Police officers fired over using ‘excessive force’ during arrest of 14-year-old boy

The officers were found guilty of gross misconduct during the incident in Finsbury Park two years ago

Metropolitan Police
credit Met Police

Two police officers working in Enfield and Haringey have been sacked for gross misconduct after they were found to have used “excessive force” during an arrest.

A disciplinary hearing found gross misconduct proven against PC Alexei Zalesskiy and PC Conor Ryan, both attached to the Metropolitan Police’s north area command unit which covers the two boroughs.

The hearing, which concluded on Wednesday (10th), followed an incident on 17th April 2021 in Wilberforce Road, Finsbury Park. Both officers attended after reports of large numbers of youths, possibly armed with knives, causing disorder.

A 14-year-old boy spat at the officers and ran from them. The officers detained and arrested the boy a short distance away, using force to do so. Both were found to have used excessive force in the arrest and then made statements about the incident which were not true.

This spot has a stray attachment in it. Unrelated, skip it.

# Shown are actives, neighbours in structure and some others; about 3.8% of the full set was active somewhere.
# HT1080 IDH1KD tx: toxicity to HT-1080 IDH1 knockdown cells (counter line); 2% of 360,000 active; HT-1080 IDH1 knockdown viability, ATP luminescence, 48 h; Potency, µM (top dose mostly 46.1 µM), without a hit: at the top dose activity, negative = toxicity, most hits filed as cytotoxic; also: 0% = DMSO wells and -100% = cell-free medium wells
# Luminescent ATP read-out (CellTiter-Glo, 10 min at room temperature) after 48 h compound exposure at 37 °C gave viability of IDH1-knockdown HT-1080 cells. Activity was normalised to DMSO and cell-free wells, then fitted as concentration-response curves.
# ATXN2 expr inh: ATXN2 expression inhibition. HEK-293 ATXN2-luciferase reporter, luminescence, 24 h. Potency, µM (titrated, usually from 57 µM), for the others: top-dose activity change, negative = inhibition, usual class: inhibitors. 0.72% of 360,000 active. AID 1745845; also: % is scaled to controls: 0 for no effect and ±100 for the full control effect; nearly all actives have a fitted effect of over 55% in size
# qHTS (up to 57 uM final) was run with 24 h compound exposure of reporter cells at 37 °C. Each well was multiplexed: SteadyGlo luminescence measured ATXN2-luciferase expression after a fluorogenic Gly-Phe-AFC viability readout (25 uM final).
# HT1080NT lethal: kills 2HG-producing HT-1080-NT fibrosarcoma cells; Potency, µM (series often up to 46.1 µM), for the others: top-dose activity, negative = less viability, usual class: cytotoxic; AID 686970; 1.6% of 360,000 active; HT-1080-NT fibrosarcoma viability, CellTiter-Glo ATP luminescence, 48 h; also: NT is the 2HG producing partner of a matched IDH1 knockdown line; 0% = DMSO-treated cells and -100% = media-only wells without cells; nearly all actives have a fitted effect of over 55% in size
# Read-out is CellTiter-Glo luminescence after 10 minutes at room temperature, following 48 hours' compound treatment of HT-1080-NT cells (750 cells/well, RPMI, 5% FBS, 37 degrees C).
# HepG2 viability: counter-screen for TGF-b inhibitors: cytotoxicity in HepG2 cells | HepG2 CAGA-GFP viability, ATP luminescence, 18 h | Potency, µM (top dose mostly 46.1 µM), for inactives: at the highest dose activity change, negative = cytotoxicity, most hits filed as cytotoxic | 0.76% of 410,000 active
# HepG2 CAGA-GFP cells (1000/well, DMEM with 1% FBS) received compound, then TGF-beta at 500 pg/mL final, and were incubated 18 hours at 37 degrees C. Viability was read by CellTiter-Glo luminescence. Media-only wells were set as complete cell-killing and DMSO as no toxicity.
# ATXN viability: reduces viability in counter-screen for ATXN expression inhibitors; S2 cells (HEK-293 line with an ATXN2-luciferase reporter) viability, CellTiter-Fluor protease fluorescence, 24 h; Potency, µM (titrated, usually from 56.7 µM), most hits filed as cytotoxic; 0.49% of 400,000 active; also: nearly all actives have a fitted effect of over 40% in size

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A panel led by an independent legally qualified chair found the officers breached standards of professional behaviour relating to use of force and honesty and integrity.

Detective Chief Superintendent Caroline Haines, who leads policing in Enfield and Haringey, said: “Officers have to act with restraint and the public of course would expect them to be honest about their actions.

“Action will be taken against any officer whose behaviour falls below that which is expected. We are determined to drive up standards, and those who fail to meet those standards have no place in the Met.”

The officers will now be added to the barred list held by the College of Policing. Those appearing on the list cannot be employed by police, local policing bodies, the Independent Office for Police Conduct or His Majesty’s Inspectorate of Constabulary and Fire and Rescue Services.

The misconduct investigation was carried out by the Independent Office for Police Conduct and a file passed to the Crown Prosecution Service, who felt the case did not meet the threshold for any charges.

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